I never tired of the view out to sea but the view in the opposite direction was none too shabby.

I finished reading ‘News From The Red Desert,’ a novel written by Kevin Patterson, with a Canadian focus on the war in Afghanistan. Each conflict generates its own literature: Goodbye To All That from WWI, From Here To Eternity from WWII and Dispatches from the Vietnam War are some of my favourites. I’m not sure that News From The Red Desert is quite up to that standard but a good read nevertheless.

And my Kindle then directed me to ‘Outside the Wire: The War In Afghanistan In The Words Of Its Participants,’ a collection compiled by the same author and Jane Warren. This was published in 2008. Fascinating, disturbing reading. Which left me with a respect and admiration for what motivates the many Canadians, military and otherwise, who worked towards a better future for Afghanistan. It should be required reading in Canada.

A nice little hiking trail south of the beach, towards Puerto Escondido.
I wasn’t the only one appreciating the view.

After four days at El Juncalito, more than ready for a shower, a detour on my way back to Loreto, I took a quick look in at Ligui beach, a consideration for my next beach sojourn. Empty.

Ligui beach approach road.

Truck Work (2)

I went up to Fili’s as agreed at 9:00 am, was told to return at 10:00 am and, again, to return when he had finished what he was working on, after lunch. When I returned at 1:00, he was performing wonders on my damaged rim, bending it back into a circle and welding the cracks. I was to come back later when he’d finished the rim…

Magic performed!

The wheel was balanced but still had a minor wobble, Fili said. He also apologised for putting the tyre on ‘backwards’ with the white lettering no longer visible when installed. Not a concern. We agreed that it was a good idea to install it on the rear. Then he did my oil change. It was Saturday afternoon and he was closing early, at 3:00 pm, his barbecue already burning hard desert wood. I paid up, presented him a nice bottle of tequila (much to his obvious delight) and went for a test drive.

The truck felt fine except when I braked firmly; then, there was a vibration in the steering wheel. I had felt the same, to a lesser extent, occasionally on the interstates in the US and had put it down to uneven sections of concrete highway. It didn’t feel like a huge problem but I wasn’t entirely sure how it would respond to sharp braking at speed so I decided to pop by Fili’s again during the week.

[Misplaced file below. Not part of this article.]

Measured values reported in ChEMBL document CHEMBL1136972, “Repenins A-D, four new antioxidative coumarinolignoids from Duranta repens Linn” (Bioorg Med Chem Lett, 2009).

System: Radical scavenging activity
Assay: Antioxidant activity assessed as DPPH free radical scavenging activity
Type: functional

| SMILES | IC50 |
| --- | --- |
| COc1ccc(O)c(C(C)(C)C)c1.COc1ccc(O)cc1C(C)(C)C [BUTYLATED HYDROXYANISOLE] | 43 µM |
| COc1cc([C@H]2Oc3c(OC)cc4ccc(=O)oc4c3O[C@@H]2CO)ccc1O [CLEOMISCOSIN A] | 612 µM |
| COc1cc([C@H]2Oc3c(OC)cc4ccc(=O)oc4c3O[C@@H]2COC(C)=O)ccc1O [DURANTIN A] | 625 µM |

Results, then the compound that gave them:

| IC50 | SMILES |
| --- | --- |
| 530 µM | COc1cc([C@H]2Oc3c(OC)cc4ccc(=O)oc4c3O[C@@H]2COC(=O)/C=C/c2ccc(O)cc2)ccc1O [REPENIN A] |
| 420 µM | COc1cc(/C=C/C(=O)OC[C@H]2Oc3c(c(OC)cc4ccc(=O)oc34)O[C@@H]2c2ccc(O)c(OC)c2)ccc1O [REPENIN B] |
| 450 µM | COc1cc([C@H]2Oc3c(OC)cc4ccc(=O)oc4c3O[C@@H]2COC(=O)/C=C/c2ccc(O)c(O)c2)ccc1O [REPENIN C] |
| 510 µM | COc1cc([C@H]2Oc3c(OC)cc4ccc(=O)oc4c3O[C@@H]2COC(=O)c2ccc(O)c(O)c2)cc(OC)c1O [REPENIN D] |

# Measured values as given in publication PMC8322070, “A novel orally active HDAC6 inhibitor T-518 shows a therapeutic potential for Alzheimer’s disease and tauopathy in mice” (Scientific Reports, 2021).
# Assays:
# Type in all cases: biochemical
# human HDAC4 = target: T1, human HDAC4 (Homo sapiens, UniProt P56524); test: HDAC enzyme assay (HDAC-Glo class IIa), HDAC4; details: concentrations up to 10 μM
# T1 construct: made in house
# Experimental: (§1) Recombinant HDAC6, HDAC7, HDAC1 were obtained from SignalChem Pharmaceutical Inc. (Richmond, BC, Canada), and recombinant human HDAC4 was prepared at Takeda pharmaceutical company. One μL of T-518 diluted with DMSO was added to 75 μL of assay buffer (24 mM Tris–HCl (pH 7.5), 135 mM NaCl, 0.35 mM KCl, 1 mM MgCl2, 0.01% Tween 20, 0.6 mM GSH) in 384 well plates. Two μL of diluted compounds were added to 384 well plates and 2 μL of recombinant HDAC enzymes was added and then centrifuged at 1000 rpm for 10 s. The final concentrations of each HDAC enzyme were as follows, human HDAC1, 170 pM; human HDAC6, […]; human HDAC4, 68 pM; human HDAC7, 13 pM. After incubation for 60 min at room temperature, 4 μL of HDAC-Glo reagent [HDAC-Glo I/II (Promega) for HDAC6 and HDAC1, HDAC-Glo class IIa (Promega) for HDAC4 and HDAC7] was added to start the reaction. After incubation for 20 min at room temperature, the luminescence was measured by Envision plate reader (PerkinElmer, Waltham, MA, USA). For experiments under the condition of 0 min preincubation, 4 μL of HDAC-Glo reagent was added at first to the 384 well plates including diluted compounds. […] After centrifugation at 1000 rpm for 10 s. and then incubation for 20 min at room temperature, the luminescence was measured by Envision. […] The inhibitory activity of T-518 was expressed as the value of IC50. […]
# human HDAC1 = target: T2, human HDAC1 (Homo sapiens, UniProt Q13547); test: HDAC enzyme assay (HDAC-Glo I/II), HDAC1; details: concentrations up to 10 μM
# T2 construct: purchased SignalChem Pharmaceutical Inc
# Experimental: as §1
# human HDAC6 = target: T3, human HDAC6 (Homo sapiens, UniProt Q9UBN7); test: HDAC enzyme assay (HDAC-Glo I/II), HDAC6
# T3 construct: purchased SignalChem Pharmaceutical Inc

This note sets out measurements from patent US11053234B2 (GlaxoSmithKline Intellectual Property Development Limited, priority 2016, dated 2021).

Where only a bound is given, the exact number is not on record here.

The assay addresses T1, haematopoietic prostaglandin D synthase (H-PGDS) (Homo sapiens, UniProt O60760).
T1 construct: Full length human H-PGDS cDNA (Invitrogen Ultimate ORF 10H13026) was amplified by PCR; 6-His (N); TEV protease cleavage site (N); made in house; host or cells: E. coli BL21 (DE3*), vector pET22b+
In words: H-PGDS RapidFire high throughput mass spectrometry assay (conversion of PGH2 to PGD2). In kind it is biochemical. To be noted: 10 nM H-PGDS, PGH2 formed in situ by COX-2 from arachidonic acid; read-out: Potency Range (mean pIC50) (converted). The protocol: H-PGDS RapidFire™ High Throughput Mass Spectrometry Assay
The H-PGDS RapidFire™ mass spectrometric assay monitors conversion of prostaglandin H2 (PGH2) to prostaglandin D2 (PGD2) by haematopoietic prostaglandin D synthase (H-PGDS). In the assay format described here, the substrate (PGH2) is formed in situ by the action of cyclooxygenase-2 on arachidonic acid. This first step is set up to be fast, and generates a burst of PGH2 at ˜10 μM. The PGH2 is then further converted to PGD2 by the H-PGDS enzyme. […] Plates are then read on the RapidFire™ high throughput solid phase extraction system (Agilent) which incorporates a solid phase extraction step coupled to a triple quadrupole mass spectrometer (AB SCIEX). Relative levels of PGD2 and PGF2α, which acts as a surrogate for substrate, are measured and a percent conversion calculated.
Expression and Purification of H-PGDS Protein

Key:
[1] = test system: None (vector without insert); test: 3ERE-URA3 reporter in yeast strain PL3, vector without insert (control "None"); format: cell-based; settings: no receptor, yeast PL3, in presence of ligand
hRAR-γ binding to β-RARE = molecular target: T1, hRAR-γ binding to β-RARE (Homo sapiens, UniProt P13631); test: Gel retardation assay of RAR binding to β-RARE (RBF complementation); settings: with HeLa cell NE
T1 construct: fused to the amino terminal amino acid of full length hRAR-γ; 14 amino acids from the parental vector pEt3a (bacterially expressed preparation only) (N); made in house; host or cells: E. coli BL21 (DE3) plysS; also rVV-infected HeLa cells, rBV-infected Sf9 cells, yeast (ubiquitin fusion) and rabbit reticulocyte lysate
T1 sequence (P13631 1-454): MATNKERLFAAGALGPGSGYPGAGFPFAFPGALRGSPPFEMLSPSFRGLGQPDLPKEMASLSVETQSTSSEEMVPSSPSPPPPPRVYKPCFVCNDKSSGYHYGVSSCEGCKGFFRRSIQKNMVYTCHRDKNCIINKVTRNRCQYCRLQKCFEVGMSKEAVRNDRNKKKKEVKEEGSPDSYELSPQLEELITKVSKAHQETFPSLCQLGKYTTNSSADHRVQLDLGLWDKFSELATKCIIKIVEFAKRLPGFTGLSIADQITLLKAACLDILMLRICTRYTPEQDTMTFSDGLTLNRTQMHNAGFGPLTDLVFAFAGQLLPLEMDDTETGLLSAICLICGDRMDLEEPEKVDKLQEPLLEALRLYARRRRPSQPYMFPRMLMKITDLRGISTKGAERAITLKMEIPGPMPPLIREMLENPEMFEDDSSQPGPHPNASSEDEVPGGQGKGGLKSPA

Waiting for something to die.
Ranch wall on the way up to San Javier.
Hospital building on Mex 1, Loreto.

When I described the symptoms to Fili, he immediately thought that my front brake rotors must be warped and it was un-related to my rim mishap. He could fix that (by now, I didn’t doubt it) and I made an appointment for the following Monday morning. Was it time to spend a few days in Ligui? No, I thought Puerto Agua Verde sounded quite interesting. The Moon guidebook promises a stunningly beautiful drive for those with a high-clearance 4-wheel drive and a sense of adventure.

Puerto Agua Verde

The fishing village is at the end of the road, about 40 km from the main Mexican highway. The first dozen kilometres are paved, then it’s well-graded dirt.

Bev says I don’t take enough pictures of myself. That’s me on the left.

I hadn’t left Loreto early, and had stopped off to visit Brian in Ligui, so it was dark by the time I arrived at Puerto Agua Verde. I pulled on to the beach, drove past a couple of other vehicles, parked up reasonably level and lay down under the stars. The moon, getting fuller, provided enough light to see clearly.

On the beach
Village church
Turkey Buzzards hanging out in the village

There were lots of similarly-themed murals. Fish was clearly important to the village.

The end of the road.

An ‘adventurous’ couple from Nelson, BC, had brought their truck and fifth-wheel RV into the village and on to the beach. They were here for a few months, as they had been for the previous six winters. Francisca and Ken were closer to 80 than 70 years old.

I spent four days on the beach, wandering around the village and exploring the adjacent bays. I left in good time for the drive out in the light.

Not quite as deserted as it looks; there are two trucks with campers, hidden around the corner on the right.

Truck Work (3)

My appointment at Fili’s garage was at 10:00 am. Could I come back at noon? Sure. Fili removed the front wheels and took off the discs. Was the truck parked for a while, he asked. Yes. (For a year, summer 2012 to summer 2013.) Do they use salt on the road in winter where I live? Yes. He was used to the salt damage from fishermen backing their trucks into the water.

The worst section, from about 9 o’clock to 12 o’clock is where the brake pads had been for a year or so. It required multiple passes with Fili’s truing machine but they looked pretty good afterwards.

And they felt much better, too!

It’s not the end of January yet but this has been a long post…


  1. Hi Dave, I always enjoy seeing your emails pop up in my inbox….a guarantee of some thoughtful travelogue and excellent photos. My heartfelt condolences over the unfortunate deaths you detail….poignant reading and a reminder of the relevance of all the ‘carpe diem’ type cliches that spring to mind. That’s a lovely portrait of your friend Vara. Best wishes and and safe travels.


Leave a Reply